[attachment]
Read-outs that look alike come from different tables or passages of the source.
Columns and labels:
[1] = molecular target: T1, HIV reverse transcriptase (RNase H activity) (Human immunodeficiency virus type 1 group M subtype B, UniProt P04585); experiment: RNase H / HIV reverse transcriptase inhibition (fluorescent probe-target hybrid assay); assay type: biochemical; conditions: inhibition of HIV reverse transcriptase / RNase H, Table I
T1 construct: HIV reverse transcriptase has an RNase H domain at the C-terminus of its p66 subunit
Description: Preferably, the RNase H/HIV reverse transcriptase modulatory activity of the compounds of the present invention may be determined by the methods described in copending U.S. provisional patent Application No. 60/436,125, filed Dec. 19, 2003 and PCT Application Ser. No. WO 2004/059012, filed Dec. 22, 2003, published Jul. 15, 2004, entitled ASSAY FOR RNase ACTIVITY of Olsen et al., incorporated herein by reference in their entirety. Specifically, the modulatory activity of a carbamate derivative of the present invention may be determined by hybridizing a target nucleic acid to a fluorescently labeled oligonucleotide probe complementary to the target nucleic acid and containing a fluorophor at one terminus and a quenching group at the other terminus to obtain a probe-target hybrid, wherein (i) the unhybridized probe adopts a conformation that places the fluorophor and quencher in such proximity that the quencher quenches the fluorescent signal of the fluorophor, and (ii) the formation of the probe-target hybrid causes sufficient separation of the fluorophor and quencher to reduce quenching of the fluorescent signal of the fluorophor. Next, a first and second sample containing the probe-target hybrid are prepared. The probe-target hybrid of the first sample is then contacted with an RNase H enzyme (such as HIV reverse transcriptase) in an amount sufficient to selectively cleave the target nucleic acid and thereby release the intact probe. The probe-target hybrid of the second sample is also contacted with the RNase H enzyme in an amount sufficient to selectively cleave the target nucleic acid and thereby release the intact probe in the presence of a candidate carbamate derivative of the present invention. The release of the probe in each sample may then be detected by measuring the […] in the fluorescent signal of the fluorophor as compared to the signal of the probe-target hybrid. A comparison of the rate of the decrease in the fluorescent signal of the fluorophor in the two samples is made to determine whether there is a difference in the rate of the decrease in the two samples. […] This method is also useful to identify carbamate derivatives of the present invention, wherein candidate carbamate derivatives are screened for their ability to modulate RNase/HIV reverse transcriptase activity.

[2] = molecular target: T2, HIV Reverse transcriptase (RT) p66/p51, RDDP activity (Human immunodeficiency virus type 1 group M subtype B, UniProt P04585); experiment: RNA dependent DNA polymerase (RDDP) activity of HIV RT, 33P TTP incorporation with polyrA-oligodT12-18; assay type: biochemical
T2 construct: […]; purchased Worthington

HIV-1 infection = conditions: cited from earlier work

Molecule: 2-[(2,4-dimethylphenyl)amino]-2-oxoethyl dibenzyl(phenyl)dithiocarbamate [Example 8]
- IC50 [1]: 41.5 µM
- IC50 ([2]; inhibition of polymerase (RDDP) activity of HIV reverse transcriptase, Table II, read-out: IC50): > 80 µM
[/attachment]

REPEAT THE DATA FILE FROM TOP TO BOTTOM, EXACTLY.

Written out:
Read-outs that look alike come from different tables or passages of the source.
Columns and labels:
[1] = molecular target: T1, HIV reverse transcriptase (RNase H activity) (Human immunodeficiency virus type 1 group M subtype B, UniProt P04585); experiment: RNase H / HIV reverse transcriptase inhibition (fluorescent probe-target hybrid assay); assay type: biochemical; conditions: inhibition of HIV reverse transcriptase / RNase H, Table I
T1 construct: HIV reverse transcriptase has an RNase H domain at the C-terminus of its p66 subunit
Description: Preferably, the RNase H/HIV reverse transcriptase modulatory activity of the compounds of the present invention may be determined by the methods described in copending U.S. provisional patent Application No. 60/436,125, filed Dec. 19, 2003 and PCT Application Ser. No. WO 2004/059012, filed Dec. 22, 2003, published Jul. 15, 2004, entitled ASSAY FOR RNase ACTIVITY of Olsen et al., incorporated herein by reference in their entirety. Specifically, the modulatory activity of a carbamate derivative of the present invention may be determined by hybridizing a target nucleic acid to a fluorescently labeled oligonucleotide probe complementary to the target nucleic acid and containing a fluorophor at one terminus and a quenching group at the other terminus to obtain a probe-target hybrid, wherein (i) the unhybridized probe adopts a conformation that places the fluorophor and quencher in such proximity that the quencher quenches the fluorescent signal of the fluorophor, and (ii) the formation of the probe-target hybrid causes sufficient separation of the fluorophor and quencher to reduce quenching of the fluorescent signal of the fluorophor. Next, a first and second sample containing the probe-target hybrid are prepared. The probe-target hybrid of the first sample is then contacted with an RNase H enzyme (such as HIV reverse transcriptase) in an amount sufficient to selectively cleave the target nucleic acid and thereby release the intact probe. The probe-target hybrid of the second sample is also contacted with the RNase H enzyme in an amount sufficient to selectively cleave the target nucleic acid and thereby release the intact probe in the presence of a candidate carbamate derivative of the present invention. The release of the probe in each sample may then be detected by measuring the […] in the fluorescent signal of the fluorophor as compared to the signal of the probe-target hybrid. A comparison of the rate of the decrease in the fluorescent signal of the fluorophor in the two samples is made to determine whether there is a difference in the rate of the decrease in the two samples. […] This method is also useful to identify carbamate derivatives of the present invention, wherein candidate carbamate derivatives are screened for their ability to modulate RNase/HIV reverse transcriptase activity.

[2] = molecular target: T2, HIV Reverse transcriptase (RT) p66/p51, RDDP activity (Human immunodeficiency virus type 1 group M subtype B, UniProt P04585); experiment: RNA dependent DNA polymerase (RDDP) activity of HIV RT, 33P TTP incorporation with polyrA-oligodT12-18; assay type: biochemical
T2 construct: […]; purchased Worthington

HIV-1 infection = conditions: cited from earlier work

Molecule: 2-[(2,4-dimethylphenyl)amino]-2-oxoethyl dibenzyl(phenyl)dithiocarbamate [Example 8]
- IC50 [1]: 41.5 µM
- IC50 ([2]; inhibition of polymerase (RDDP) activity of HIV reverse transcriptase, Table II, read-out: IC50): > 80 µM